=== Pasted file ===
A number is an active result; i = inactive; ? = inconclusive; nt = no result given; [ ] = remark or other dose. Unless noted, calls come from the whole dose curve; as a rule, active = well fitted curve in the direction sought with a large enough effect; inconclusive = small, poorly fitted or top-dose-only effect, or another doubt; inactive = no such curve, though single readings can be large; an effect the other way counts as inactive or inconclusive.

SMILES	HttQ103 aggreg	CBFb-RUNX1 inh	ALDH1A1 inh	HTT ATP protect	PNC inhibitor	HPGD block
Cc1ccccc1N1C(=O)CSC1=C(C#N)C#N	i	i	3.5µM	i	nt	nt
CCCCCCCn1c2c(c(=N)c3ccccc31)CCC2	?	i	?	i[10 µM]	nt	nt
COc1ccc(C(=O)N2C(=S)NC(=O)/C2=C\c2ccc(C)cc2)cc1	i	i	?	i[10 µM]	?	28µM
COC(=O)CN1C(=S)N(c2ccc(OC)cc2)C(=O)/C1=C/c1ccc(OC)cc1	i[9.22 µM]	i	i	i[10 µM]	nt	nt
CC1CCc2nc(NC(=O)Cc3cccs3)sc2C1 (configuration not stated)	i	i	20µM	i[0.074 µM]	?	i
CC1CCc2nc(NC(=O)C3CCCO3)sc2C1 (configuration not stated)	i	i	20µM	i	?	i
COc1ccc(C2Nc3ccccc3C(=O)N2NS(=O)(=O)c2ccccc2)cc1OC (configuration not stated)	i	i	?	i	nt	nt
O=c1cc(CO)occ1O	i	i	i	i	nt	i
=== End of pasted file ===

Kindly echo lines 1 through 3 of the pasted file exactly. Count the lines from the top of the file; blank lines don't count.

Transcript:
A number is an active result; i = inactive; ? = inconclusive; nt = no result given; [ ] = remark or other dose. Unless noted, calls come from the whole dose curve; as a rule, active = well fitted curve in the direction sought with a large enough effect; inconclusive = small, poorly fitted or top-dose-only effect, or another doubt; inactive = no such curve, though single readings can be large; an effect the other way counts as inactive or inconclusive.

SMILES	HttQ103 aggreg	CBFb-RUNX1 inh	ALDH1A1 inh	HTT ATP protect	PNC inhibitor	HPGD block
Cc1ccccc1N1C(=O)CSC1=C(C#N)C#N	i	i	3.5µM	i	nt	nt